Do you support the findings of the Commission on Innovation and Excellence in Education? Are you committed to funding associated reforms, and if so, how?
Manicone: I so support the findings of the CIEE. The Commission’s report is well researched with national and international comparative metrics and goes to an exhaustive length to lay out the multifactorial dimensions to the educational performance in Maryland. I agree with the need for a long term investment akin to the focus that Massachusetts has made (and hopefully the results they have achieved). The Commission emphasizes the depth of this vision which extends for early childhood education all the way tot the college pathway for young educators. In their report, the Commission does not describe a sustainable funding strategy but clearly this needs to be a bipartisan supported endeavor at the county, state and federal level. Education is the primary and most effective mechanism towards upward socioeconomic mobility and is the driver for Maryland’s future.
Is Maryland’s transportation spending appropriately balanced between roads and transit? Does the state have the resources to meet its transportation needs? With the cancellation of the Red Line and the advent of BaltimoreLink, is the Baltimore region adequately served by transit?
Manicone: Maryland’s transportation is favored more heavily towards roads than public transit. That said, BaltimoreLink’s efforts are important steps forward in terms of reliability and access. Bus-only lanes and traffic light sensors that extend green lights for them are important first steps (which have already shown a 9% increase in reliability), however this initiative needs ongoing performance evaluations and modifications with all key stakeholder having a voice, especially the riders! Transportation throughout Maryland will only become more challenging over the next decade and therefore I am interested in a long term infrastructure assessment and strategy to meet the growing demands and challenges.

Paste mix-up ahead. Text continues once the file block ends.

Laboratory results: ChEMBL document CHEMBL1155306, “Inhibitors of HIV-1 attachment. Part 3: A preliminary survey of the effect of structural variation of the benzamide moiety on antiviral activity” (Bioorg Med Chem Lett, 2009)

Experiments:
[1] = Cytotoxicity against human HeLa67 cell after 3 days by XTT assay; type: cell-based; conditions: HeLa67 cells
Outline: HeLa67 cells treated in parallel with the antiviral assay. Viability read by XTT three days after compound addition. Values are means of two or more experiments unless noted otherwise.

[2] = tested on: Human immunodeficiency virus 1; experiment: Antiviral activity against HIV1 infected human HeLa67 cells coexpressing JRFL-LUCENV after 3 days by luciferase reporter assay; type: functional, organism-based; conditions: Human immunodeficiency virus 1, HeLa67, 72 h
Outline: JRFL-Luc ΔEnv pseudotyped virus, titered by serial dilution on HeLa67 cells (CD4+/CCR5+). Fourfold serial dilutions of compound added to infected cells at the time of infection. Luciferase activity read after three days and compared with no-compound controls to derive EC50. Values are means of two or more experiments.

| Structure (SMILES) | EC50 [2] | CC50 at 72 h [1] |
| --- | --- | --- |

Do you support the legalization of recreational marijuana?
Manicone: As a pediatrician, I have personally cared for more children with accidental marijuana intoxication than I care to remember. Many small children have access to ‘edibles’ as they are often prepared in forms that are attractive to children such as cookies. Legalization for adults would make access immediate and affordable to many adolescents in middle and high school. I do however support the controlled and diagnosis specific usage of medical marijuana.
At a time when the federal government’s commitment to Chesapeake Bay restoration is questionable, what new steps should Maryland take to protect this resource?
Manicone: As a Marylander and as a sailor, I am passionate about the restoration of the Chesapeake Bay and investment in the Chesapeake Bay Foundation. Firstly, the Foundation must remain solvent and continue to do their important work. Secondly, recreational boating and fishing are multi-billion dollar industries which is not only a strong economic engine for Maryland, it is a source of national pride. Furthermore as the largest fish estuary in the world, it is incumbent upon the state and federal governments to support the preservation of this natural wonder of the world. Lastly, we must prevent offshore drilling as this is a clear and present danger to our environment and our boating and fishing economy.
What steps should Maryland take to ensure the broadest possible access to affordable health care?
Manicone: As a physician, this is an area that I am very passionate about. Watching the affordable care act nearly become undone without a viable alternative motivated me to run for public office. I simply could not stand by any longer when the coverage of hundreds of thousands of Marylanders, and millions of Americans would have been reduced to unregulated and inadequate coverage. Good evidence now exists that shows the economic benefits of expansion of Medicaid under the ACA. Maryland needs to focus on coverage, access and primary care incentives. Incentives for utilization of primary care should include premium reductions for consumers. Prevention of complications of diabetes, heart disease, stroke and early detection of cancer will improve the lives of Marylanders and create long term savings.